NCLEX Review: Integumentary Module
Welcome to the Integumentary NCLEX Review from BrainyNurses.com!
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This week, we will be covering the Integumentary NCLEX Review Module from our Online NCLEX Review. The topics covered in this review are Management of Animal Bites, Wounds, Burns, and a sample NCLEX Question on Homografts.
Integumentary NCLEX Review Preview Video
Straight from the FULL online course!
Management of Animal Bites
Bites such as dog, cat, rodent, human, insect/bee, spider, tick and snake. May or may not have a break in skin integrity. Pain and tenderness present with all fresh bites.
Local reactions with many
- Local inflammation
Systemic reactions with spider and snake
- Nausea and vomiting
- Respiratory difficulty
- Determine type of injury to direct treatment
- Thoroughly clean and irrigate. Sterile dressing if applicable but may leave the wound open
- Topical antibiotic ointment and monitor for signs of infection and healing
- IV antibiotics with human bites, and severe, high-risk animal bites
- Tetanus prophylaxis
- Rabies prophylaxis if bite from bats, raccoons and most wild animals. In some cases, animal control will be involved. They will
- impound the animal to evaluate for 10 days for rabies.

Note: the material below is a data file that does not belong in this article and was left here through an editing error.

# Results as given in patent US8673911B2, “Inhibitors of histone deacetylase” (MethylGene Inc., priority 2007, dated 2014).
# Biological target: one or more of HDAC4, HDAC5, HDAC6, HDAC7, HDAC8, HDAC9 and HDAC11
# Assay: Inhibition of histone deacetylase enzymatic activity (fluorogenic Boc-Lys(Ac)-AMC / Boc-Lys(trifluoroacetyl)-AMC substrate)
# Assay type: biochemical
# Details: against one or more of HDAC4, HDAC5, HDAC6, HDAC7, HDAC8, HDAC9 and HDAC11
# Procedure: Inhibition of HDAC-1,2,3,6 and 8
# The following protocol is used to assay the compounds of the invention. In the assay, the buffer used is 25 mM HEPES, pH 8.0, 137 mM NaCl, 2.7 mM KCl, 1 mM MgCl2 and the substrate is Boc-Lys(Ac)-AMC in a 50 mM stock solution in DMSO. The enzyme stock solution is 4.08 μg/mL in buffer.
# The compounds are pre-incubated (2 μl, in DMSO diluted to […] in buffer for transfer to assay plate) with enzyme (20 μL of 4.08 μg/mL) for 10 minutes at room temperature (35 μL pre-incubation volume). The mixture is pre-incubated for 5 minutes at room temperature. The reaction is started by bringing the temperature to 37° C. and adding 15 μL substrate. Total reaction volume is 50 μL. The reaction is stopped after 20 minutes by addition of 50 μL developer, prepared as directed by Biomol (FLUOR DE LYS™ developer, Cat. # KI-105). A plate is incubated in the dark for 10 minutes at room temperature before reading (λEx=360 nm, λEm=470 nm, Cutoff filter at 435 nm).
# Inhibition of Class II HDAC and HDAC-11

- Snake and spider bites, such as the black widow, may require symptomatic care.
- Ice to the site to decrease absorption
- Anti venom therapy which may need to be obtained from the health department
- Observe for signs of neurotoxicity and administer muscle relaxants as prescribed
Draining wounds may need a drainage system such as a wound VAC.
- Factors affecting wound healing
- Renal insufficiency or failure
- Presence of infection
- Stress which alters the immune response
- Medications such as such as anti-inflammatory drugs, cancer-fighting agents and anticoagulants can alter the normal healing process
- Inadequate nutrition
- Vascular insufficiency
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Care of Burns
Determining surface area
- Rule of Nines
- Lund Browder in children. More accurate but more complex.
- Rule of hands
IV fluids are calculated with the Parkland (Baxter) formula
One half of the total amount of fluid should be administered in the first 8 hours. Calculate from the time of the burn.
Weight x 4 mL/kg x % of burned area. Include calculation of burn percentage when caring for burn patients.
Not uncommon to give over 500-1000 ml per hour during various phases of burn care.
Central line is recommended in larger burns for volume resuscitation, pain control and nutrition with TPN if needed.
Fluid and electrolyte balance a major concern with burns and any thermal injury. Intake and output, daily weights, and IV fluid replacement. Goal is 1 mL/kg/hr. Monitor for fluid overload in the acute or intermediate phase. Avoid “free water” as a fluid replacement. Need electrolytes and protein in drinks.
Skin grafts are sometimes needed for burn victims, especially for larger burns.
For more information and management of burns, you need to get our full textbook. It is provided with our online review or available on Amazon and iTunes.
Sample NCLEX Question
As we talked about during the previous section, skin grafts are sometimes needed for burn patients.
- Temporary grafts
- May be pig skin or from another species
- Used to relieve pain and promote rapid epithelialization
- Skin graft from a skin bank (homo sapien)
- Skin (automatically) from the patient
- Donor site and grafted site
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